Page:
Adobe Systems Inc., a leader in Web authoring tools and other Internet publishing technology, got its first big break in the mid-1980s when Apple Computer Inc. agreed to use Adobe's PostScript printer language with its LaserWriter printer. As part of the partnership, Apple purchased a 19-percent stake in Adobe. Via a similar deal, Texas Instruments Inc. began using PostScript in its IBM-compatible PCs in 1986. In 2000, well after Adobe had successfully transformed itself from a desktop publisher into an Internet publishing tools vendor, the firm began seeking strategic alliances as a means of staying abreast of cutting-edge Internet publishing technology. For example, in the second half of 2000, Adobe integrated its GoLive software with WebTrends Corp.'s Web tracking technology. As a result, clients creating Web sites with GoLive were able to monitor things like site traffic.
Discount travel site Priceline.com is an example of an e-commerce venture that simply would be unable to function without alliances and partnerships. To begin operating its name-your-price site, the dotcom had to convince major airlines to agree to sell their extra tickets on Priceline.com. Although the site offered airlines a way to fill some of the 500,000 seats left empty each day, at first many airlines proved reluctant to partner with an Internet upstart. Initially, only TWA and America West signed deals with Priceline. It wasn't until the firm recruited an experienced management team that Delta Airlines signed on. Eventually, Northwest and Continental followed suit. Additional alliances with United Airlines, American Airlines, and US Airways allowed Priceline to increase its offerings in November of 1999. Deals with A&P, ShopRite, Stop Shop, D'Agostino's, Key-Food, and other grocery stores formed the basis for a name-your-price online grocery service called Priceline WebHouse Club, established in 2000. Diversification into new product areas is dependent upon alliances with businesses willing to participate in an online name-your-price venture.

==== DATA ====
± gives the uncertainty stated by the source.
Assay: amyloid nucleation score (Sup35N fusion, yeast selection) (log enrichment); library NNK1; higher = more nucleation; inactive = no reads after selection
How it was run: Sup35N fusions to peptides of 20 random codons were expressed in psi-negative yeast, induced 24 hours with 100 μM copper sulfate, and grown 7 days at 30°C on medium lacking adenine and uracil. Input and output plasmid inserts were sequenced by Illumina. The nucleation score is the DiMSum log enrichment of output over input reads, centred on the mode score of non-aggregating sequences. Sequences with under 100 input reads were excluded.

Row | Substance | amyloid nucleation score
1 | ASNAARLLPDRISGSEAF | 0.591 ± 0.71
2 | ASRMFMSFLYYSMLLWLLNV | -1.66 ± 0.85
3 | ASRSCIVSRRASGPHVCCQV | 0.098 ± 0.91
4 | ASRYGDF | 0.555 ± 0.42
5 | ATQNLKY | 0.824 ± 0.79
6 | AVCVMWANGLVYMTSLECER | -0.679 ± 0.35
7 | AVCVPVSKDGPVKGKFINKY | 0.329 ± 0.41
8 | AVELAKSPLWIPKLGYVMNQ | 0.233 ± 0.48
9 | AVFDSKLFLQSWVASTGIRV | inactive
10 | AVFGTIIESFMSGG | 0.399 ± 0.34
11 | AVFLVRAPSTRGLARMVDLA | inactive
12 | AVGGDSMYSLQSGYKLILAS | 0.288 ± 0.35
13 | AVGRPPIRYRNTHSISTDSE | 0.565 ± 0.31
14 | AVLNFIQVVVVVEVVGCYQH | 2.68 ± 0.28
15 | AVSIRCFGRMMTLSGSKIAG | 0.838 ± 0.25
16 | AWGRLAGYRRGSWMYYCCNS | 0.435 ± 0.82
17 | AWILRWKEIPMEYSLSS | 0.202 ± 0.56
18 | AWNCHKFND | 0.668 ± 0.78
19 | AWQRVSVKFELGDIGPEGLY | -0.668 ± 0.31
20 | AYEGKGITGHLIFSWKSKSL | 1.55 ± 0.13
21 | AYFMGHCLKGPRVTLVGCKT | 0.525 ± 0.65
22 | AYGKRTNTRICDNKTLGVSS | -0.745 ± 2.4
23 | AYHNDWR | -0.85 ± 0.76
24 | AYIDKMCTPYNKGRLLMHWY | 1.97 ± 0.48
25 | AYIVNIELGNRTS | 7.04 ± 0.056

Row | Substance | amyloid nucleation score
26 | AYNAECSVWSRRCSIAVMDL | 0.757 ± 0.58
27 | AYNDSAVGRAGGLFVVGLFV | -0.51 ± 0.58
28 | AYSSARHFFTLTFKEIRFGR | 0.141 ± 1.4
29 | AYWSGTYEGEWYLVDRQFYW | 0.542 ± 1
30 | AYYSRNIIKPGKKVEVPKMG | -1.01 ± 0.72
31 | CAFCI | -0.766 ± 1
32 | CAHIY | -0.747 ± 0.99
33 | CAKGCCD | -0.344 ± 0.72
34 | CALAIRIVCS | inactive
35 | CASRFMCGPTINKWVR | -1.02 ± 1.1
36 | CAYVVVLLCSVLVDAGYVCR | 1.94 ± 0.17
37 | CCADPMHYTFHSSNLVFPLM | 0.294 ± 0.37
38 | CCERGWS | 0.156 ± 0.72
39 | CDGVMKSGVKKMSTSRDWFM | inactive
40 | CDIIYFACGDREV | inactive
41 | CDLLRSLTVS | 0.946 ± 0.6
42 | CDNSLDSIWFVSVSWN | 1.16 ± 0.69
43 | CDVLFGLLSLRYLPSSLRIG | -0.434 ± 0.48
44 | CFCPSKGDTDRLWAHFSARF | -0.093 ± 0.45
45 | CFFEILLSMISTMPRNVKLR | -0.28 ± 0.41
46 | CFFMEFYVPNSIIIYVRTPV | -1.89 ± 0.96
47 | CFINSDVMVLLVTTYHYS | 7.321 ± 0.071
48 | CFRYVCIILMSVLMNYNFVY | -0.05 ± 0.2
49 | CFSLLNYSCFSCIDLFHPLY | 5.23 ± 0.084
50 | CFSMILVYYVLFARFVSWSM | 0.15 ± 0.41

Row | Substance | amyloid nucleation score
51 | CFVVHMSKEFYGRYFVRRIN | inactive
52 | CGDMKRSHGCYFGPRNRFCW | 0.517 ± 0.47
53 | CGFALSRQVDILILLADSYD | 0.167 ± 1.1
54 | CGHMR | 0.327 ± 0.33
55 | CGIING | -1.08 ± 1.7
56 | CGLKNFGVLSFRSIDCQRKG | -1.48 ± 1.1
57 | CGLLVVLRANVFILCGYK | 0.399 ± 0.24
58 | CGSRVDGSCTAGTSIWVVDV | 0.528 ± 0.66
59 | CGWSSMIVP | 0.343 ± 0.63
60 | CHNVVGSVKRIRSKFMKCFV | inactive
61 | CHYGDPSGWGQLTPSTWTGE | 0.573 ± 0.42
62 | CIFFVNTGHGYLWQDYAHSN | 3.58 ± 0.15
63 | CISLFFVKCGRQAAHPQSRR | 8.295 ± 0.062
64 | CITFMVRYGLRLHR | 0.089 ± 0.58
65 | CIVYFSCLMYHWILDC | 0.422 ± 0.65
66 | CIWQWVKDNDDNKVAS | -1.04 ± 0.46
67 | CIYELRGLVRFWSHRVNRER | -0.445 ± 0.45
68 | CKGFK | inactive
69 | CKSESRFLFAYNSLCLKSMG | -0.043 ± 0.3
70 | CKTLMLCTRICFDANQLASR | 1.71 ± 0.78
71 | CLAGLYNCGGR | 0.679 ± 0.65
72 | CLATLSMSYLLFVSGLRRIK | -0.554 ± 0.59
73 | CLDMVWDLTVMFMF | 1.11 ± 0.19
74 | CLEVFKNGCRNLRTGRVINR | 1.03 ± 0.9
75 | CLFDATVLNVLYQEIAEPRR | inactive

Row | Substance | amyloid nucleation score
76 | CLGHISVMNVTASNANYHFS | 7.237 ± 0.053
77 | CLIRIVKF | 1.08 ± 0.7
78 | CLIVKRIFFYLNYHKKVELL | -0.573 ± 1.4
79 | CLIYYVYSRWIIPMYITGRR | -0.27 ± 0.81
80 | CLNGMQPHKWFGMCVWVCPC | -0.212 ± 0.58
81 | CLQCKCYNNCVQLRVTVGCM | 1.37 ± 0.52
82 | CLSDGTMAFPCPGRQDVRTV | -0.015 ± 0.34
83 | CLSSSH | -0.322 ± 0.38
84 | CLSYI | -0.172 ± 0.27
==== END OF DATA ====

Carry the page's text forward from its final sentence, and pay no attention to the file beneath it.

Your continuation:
Some companies form alliances and partnerships in an effort to impact an entire industry. For example, IBM Corp. and Nokia Corp., the world's largest cell-phone manufacturer, forged an alliance to hasten the growth of the wireless Internet in 1999. The two companies agreed to work together to develop enterprise wireless application protocol (WAP) solutions that would allow customers to immediately begin extending e-business beyond the PC to a variety of mobile devices. With cellular phone markets nearing saturation in many nations, Nokia had started looking to the Internet as a way to ensure future sales, believing that wireless devices would replace PCs as the most popular method for accessing the Internet. IBM also was hoping to bolster its foothold in what looked to be a promising new market. Alliances and partnerships likely will continue to play an important role for e-commerce firms, impacting the performance of individual businesses, as well as the development of various industries.
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SEE ALSO: Adobe Systems Inc.; Amazon.com; Ameritrade Holding Corp.; Co-opetition; Earthlink; Priceline.com; Yahoo!